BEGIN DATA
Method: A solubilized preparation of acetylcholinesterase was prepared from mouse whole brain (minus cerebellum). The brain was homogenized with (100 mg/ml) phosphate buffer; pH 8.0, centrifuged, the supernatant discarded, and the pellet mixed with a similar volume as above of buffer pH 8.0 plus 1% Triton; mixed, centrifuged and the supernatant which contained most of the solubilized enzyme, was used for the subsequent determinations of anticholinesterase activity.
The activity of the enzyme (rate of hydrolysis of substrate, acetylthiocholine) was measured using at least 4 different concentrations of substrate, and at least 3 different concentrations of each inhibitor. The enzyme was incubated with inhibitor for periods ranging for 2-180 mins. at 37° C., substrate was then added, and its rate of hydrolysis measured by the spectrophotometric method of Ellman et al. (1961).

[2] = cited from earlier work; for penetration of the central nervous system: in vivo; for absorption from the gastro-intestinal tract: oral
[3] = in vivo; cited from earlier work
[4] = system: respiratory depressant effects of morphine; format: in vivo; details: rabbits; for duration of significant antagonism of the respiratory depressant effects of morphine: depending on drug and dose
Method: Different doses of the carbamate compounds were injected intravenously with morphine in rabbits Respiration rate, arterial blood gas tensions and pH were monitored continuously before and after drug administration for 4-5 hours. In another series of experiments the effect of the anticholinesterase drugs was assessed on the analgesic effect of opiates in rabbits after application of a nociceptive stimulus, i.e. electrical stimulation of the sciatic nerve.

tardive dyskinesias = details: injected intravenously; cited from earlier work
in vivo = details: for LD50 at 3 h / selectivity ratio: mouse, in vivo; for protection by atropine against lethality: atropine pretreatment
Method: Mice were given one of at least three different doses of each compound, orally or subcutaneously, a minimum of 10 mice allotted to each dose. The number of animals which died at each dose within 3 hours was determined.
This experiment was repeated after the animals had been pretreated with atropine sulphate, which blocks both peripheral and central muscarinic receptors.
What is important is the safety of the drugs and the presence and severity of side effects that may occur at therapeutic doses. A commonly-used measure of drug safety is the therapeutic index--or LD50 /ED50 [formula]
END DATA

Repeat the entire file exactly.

Method: A solubilized preparation of acetylcholinesterase was prepared from mouse whole brain (minus cerebellum). The brain was homogenized with (100 mg/ml) phosphate buffer; pH 8.0, centrifuged, the supernatant discarded, and the pellet mixed with a similar volume as above of buffer pH 8.0 plus 1% Triton; mixed, centrifuged and the supernatant which contained most of the solubilized enzyme, was used for the subsequent determinations of anticholinesterase activity.
The activity of the enzyme (rate of hydrolysis of substrate, acetylthiocholine) was measured using at least 4 different concentrations of substrate, and at least 3 different concentrations of each inhibitor. The enzyme was incubated with inhibitor for periods ranging for 2-180 mins. at 37° C., substrate was then added, and its rate of hydrolysis measured by the spectrophotometric method of Ellman et al. (1961).

[2] = cited from earlier work; for penetration of the central nervous system: in vivo; for absorption from the gastro-intestinal tract: oral
[3] = in vivo; cited from earlier work
[4] = system: respiratory depressant effects of morphine; format: in vivo; details: rabbits; for duration of significant antagonism of the respiratory depressant effects of morphine: depending on drug and dose
Method: Different doses of the carbamate compounds were injected intravenously with morphine in rabbits Respiration rate, arterial blood gas tensions and pH were monitored continuously before and after drug administration for 4-5 hours. In another series of experiments the effect of the anticholinesterase drugs was assessed on the analgesic effect of opiates in rabbits after application of a nociceptive stimulus, i.e. electrical stimulation of the sciatic nerve.

tardive dyskinesias = details: injected intravenously; cited from earlier work
in vivo = details: for LD50 at 3 h / selectivity ratio: mouse, in vivo; for protection by atropine against lethality: atropine pretreatment
Method: Mice were given one of at least three different doses of each compound, orally or subcutaneously, a minimum of 10 mice allotted to each dose. The number of animals which died at each dose within 3 hours was determined.
This experiment was repeated after the animals had been pretreated with atropine sulphate, which blocks both peripheral and central muscarinic receptors.
What is important is the safety of the drugs and the presence and severity of side effects that may occur at therapeutic doses. A commonly-used measure of drug safety is the therapeutic index--or LD50 /ED50 [formula]